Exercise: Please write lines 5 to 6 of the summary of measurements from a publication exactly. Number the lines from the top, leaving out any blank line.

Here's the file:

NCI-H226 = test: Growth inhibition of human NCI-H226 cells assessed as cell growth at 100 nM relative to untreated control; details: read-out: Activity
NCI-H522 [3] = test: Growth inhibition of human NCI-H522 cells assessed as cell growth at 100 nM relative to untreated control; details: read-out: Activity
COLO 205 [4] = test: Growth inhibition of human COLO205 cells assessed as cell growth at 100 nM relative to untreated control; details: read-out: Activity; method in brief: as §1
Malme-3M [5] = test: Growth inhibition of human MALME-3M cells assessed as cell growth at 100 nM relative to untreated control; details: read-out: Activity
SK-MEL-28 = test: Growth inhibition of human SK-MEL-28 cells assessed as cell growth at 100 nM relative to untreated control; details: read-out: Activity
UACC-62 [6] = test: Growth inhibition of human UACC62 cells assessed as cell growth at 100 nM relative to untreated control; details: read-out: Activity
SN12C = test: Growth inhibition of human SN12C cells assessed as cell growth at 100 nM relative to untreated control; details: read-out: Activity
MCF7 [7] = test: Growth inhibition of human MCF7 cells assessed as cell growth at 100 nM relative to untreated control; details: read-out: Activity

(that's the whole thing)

SK-MEL-28 = test: Growth inhibition of human SK-MEL-28 cells assessed as cell growth at 100 nM relative to untreated control; details: read-out: Activity
UACC-62 [6] = test: Growth inhibition of human UACC62 cells assessed as cell growth at 100 nM relative to untreated control; details: read-out: Activity